When crimes of sexual violence are committed as part of armed conflict, they can be prosecuted as war crimes.[115]States have an obligation to investigate alleged war crimes committed by their nationals, including members of their armed forces, and prosecute those responsible.[116] Non-state armed groups also have an obligation to prevent sexual violence and should investigate and appropriately punish perpetrators.[117]

In addition to being war crimes, sexual violence crimes can also be crimes against humanity and even acts of genocide.[118]The UN International Commission of Inquiry into Darfur concluded that rapes occurred during widespread and systematic attacks on civilians, and could be prosecuted as crimes against humanity.[119]

On March 31, 2005, the Security Council referred the situation in Darfur to the International Criminal Court (ICC), which has jurisdiction over war crimes, crimes against humanity, and genocide. A case is admissible before the court when a state is "unwilling or unable genuinely to carry out that investigation or prosecution." In warrants of arrest issued against a Sudanese official and a Janjaweed leader on April 27, 2007, the ICC's Pre-Trial Chamber included counts of rape among the 51 counts of war crimes and crimes against humanity against the accused for their leading roles in a series of attacks against civilians in West Darfur in 2003 and 2004.[120]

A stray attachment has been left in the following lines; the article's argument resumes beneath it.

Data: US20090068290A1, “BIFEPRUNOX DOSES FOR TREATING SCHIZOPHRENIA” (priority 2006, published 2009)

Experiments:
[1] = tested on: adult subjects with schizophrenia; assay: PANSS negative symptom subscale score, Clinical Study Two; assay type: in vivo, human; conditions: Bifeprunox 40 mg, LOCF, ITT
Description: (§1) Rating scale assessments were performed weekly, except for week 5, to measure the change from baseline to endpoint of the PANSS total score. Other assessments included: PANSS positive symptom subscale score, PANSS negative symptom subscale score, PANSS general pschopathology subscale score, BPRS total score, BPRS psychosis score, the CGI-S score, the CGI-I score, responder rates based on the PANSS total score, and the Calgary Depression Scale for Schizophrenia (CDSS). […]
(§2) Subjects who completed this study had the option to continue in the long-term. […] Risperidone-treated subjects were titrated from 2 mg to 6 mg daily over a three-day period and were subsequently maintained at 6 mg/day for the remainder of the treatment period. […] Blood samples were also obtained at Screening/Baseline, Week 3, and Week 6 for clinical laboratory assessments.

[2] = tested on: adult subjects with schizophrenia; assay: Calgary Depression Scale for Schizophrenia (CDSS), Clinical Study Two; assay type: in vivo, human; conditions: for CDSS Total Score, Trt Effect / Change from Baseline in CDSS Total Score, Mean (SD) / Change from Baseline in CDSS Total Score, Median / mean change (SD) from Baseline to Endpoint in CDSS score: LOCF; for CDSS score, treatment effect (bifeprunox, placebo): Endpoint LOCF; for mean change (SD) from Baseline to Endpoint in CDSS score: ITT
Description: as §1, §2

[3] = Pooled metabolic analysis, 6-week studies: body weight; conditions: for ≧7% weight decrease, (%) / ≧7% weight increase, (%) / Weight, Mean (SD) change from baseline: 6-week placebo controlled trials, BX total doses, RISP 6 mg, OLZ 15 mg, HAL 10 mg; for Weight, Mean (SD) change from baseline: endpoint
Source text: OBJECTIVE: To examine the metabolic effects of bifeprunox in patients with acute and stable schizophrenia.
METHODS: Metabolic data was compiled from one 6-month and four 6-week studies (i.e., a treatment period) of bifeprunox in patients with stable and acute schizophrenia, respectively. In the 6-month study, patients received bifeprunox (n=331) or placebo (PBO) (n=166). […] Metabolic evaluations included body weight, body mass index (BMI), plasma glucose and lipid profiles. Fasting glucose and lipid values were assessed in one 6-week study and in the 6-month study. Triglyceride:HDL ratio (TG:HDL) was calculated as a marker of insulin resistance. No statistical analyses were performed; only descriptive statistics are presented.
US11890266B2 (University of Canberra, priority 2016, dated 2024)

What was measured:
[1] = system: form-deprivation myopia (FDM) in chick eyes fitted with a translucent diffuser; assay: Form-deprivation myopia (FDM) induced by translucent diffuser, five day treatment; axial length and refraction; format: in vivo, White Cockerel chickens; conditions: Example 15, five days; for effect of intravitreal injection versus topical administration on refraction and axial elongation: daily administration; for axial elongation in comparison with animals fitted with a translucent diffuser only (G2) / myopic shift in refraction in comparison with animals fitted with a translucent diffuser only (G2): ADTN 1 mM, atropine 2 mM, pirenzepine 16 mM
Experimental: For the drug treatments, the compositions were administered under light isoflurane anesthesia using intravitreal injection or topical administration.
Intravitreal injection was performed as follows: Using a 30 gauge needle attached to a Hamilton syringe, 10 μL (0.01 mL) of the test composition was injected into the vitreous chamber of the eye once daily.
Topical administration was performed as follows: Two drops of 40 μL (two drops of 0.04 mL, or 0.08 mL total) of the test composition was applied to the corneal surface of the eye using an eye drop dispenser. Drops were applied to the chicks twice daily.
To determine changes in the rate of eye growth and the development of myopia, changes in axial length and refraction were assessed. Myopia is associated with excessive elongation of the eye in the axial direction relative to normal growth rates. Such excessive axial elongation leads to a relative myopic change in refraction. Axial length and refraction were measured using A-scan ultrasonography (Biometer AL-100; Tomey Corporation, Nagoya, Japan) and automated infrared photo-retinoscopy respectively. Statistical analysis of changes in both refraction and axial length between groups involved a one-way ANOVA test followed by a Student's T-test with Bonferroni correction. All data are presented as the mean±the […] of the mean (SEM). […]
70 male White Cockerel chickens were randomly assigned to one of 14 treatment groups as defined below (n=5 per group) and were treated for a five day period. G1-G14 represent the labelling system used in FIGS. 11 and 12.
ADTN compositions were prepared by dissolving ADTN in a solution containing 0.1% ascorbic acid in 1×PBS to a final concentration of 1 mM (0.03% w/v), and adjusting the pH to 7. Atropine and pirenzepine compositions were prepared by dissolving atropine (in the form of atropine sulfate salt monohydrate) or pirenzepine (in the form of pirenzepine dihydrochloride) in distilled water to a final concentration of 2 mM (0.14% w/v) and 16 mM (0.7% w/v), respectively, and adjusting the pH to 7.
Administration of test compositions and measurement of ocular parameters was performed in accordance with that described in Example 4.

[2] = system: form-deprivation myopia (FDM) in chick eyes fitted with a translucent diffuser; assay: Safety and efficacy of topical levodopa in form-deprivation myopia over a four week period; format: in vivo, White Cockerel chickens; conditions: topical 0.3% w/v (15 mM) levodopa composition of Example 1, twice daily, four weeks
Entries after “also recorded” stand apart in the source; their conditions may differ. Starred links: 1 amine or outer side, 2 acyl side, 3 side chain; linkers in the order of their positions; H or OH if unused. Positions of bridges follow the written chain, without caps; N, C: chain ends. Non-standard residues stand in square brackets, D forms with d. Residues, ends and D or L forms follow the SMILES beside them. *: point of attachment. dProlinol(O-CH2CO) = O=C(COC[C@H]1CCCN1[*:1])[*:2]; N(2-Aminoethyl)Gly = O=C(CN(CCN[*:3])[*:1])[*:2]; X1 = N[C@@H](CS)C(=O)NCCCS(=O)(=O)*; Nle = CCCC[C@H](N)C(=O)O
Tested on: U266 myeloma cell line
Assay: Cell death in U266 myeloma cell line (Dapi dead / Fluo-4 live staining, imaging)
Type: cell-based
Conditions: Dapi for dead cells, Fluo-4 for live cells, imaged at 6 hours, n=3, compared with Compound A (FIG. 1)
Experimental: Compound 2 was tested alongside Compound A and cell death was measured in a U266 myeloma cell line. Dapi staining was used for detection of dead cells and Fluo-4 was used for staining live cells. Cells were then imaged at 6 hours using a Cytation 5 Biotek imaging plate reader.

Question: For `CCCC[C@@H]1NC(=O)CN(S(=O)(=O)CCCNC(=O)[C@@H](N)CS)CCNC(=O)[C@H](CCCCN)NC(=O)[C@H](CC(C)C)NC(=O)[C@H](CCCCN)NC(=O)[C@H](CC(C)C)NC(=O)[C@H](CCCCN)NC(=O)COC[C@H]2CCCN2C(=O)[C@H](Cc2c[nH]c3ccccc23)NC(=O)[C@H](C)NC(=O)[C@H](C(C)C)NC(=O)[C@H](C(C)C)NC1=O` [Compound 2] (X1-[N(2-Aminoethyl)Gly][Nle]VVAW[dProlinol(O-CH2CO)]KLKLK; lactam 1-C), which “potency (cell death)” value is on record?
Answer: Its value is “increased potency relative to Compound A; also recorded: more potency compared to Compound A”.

To date, Sudan has refused to execute the warrants. Sudan's failure to address these crimes in domestic courts underscores the necessity of ICC prosecution in order to bring justice to victims of sexual violence in Darfur.


The risk of sexual violence is a fact of everyday life for many women and girls in Darfur. It is a particularly disturbing feature of the ongoing armed conflict, a consequence of abusive state armed forces and non-state armed groups, and of the breakdown of law and order. Its persistence is attributable in part to the government's failure to seriously investigate and prosecute those responsible, especially from among its own ranks. The government should take concerted, urgent steps to prevent these crimes and promote accountability for the perpetrators. In short, the government must send the message that sexual violence will not be tolerated and back up that message with action.